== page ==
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  13. Pedagogi Shalom: Analisis Kristis Terhadap Pedagogi Kritis Henry A. Giroux Dan Relevansinya Bagi Pendidikan Kristen di Indonesia.Zummy Anselmus Dami - 2019 - Jurnal Filsafat 29 (1):134-165.
    This paper is a critical analysis towardcritical pedagogy in education using the concept of the pedagogy of shalom. Critical analysis is undertakennot to imply that critical pedagogy as formulated by Giroux is a wrong conceptbut this paper aims to recover the fragility and refining that has not been perfect through the values of the divine pedagogy of shalom. Critical pedagogy and shalom pedagogy struggle to question and challenge the mindset and lifestyle underlying the (...) of neoliberal that emphasisses market fundamentalism and ultimately create oppression, social injustice and revokedemocracy. Based on this orientation, pedagogy of shalomis introduced to reinforce the foundations and basic theories of critical pedagogy so it doesnnot merely align to activism, withoutreconciliation and to avoid arrogant of social movements and the criticism to power but without theestablishmentof love. The main objective is to achieve social and political changes to thebetter so that public can live injust, free, prosperous and equitablesociety.This article further seeks possibility to apply the concept of the pedagogy of shalom in the context of Christian education in Indonesia. (shrink)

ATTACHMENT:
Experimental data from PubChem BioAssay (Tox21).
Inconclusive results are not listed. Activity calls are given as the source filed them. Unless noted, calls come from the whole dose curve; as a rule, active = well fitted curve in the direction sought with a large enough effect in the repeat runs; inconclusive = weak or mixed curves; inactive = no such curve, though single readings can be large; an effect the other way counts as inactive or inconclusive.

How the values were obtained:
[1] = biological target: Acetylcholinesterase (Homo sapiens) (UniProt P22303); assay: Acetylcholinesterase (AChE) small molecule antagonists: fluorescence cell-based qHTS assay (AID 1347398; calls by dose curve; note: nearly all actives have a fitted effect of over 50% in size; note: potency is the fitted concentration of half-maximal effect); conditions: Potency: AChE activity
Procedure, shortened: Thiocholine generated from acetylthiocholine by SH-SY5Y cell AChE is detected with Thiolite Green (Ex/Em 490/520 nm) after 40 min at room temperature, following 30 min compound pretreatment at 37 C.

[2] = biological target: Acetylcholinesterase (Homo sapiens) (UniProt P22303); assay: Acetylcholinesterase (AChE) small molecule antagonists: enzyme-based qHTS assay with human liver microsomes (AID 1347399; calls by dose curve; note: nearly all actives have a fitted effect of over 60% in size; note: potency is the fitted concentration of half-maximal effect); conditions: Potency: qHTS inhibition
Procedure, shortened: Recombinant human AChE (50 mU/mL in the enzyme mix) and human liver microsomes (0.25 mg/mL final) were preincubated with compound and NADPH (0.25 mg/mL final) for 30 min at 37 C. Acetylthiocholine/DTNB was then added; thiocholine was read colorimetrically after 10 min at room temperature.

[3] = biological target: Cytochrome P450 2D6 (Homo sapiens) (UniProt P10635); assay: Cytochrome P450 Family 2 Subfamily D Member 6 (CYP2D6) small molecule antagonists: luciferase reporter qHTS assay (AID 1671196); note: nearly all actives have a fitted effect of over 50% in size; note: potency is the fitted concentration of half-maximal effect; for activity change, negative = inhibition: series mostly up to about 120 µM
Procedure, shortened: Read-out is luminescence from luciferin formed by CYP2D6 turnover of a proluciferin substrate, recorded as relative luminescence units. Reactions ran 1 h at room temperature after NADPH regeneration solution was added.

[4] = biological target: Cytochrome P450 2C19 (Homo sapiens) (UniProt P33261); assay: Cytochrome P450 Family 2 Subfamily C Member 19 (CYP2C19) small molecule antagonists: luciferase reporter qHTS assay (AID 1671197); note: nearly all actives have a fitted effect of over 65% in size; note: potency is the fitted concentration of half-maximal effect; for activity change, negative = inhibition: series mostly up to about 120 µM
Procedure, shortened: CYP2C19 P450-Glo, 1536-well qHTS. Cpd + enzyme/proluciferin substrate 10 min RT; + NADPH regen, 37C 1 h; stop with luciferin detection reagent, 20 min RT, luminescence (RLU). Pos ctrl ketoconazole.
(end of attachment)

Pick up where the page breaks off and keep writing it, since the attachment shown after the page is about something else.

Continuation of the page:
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  14. Polling as Pedagogy: Experimental Philosophy as a Valuable Tool for Teaching Philosophy.Thomas Nadelhoffer & Eddy Nahmias - 2008 - Teaching Philosophy 31 (1):39-58.
    First, we briefly familiarize the reader with the emerging field of “experimental philosophy,” in which philosophers use empirical methods, rather than armchair speculation, to ascertain laypersons’ intuitions about philosophical issues. Second, we discuss how the surveys used by experimental philosophers can serve as valuable pedagogical tools for teaching philosophy—independently of whether one believes surveying laypersons is an illuminating approach to doing philosophy. Giving students surveys that contain questions and thought experiments from philosophical debates gets them to actively engage with the (...)
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  15.  91
    Socrates, Wisdom and Pedagogy.George Rudebusch - 2009 - Philosophical Inquiry 31 (1-2):153-173.